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PA2-WI-CTH B_0855.JPG
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PA9-WI-CTH B_2012-06-28_13-39-34_132.jpg

2009 - CTH B Bridge over Parsons Creek

  • Year ABC Built: 2009
  • State: Wisconsin
  • Owner: Fond du Lac County
  • Location: Rural
  • Spans: One-span
  • Beam Material: Concrete
  • Max Span Length (ft.): 21.67
  • Total Bridge Length (ft.): 21.67
  • Construction Equipment: Conventional
  • State ID #: B-20-3837
  • NBI #:
  • Coordinates:     Latitude: 43.6973076, Longitude: -88.4751663
  • Bridge Description

  • Project Summary:
  • Project Location: County Trunk Highway (CTH) B over Parsons Creek near the city of Fond du Lac in Fond du Lac County
  • Mobility Impact Time: ABC: four-week closure ; Conventional: six-week closure
  • Impact Category: Tier 4 (within 1 month)
  • Primary Drivers:

    Ability to utilize local contractor or county workforce to construct; reduced traffic impacts; reduced onsite construction time; improved material quality and product durability; minimized environmental impacts; reduced life-cycle cost

  • Dimensions: 21.67-ft long and 40-ft wide single-span precast 3-sided culvert bridge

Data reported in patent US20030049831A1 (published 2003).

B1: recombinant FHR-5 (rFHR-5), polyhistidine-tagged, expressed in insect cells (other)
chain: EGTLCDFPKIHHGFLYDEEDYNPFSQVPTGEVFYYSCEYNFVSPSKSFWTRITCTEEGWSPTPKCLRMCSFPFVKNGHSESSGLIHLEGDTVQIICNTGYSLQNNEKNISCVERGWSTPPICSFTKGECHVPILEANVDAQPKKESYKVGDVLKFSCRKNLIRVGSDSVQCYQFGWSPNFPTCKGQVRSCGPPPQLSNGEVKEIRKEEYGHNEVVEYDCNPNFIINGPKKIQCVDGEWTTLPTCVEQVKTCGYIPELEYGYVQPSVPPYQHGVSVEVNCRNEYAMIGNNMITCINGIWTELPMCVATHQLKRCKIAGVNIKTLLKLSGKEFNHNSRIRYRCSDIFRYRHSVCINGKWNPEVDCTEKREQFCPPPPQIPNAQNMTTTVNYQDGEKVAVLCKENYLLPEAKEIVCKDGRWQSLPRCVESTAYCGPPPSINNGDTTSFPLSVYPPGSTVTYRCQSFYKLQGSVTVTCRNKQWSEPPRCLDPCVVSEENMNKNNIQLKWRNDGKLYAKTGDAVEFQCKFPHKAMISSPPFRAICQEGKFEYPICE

• Average Daily Traffic (at time of construction): 780
  • Traffic Management: Traffic management alternative, if constructed conventionally: extended use of a 12-mile assigned detour on a combination of state and county highways, or a 4-mile detour on local roads
  • Existing Bridge Description: The existing single-span concrete slab bridge was 18-ft long and 26-ft wide with concrete substructure. It had two11-ft-wide traffic lanes and two 2-ft-wide shoulders. Built in the 1930’s, the bridge was deteriorated and required replacement.
  • Replacement or New Bridge: The replacement bridge has two 11-ft-wide traffic lanes and two 9-ft-wide shoulders. The cross-section consists of a Hy-Span® proprietary precast three-sided 8-ft-deep flat-topped culvert. Proprietor provided structural rating and structural details. The structure is supported on cast-in-place strip footings buried two feet below the existing stream bed.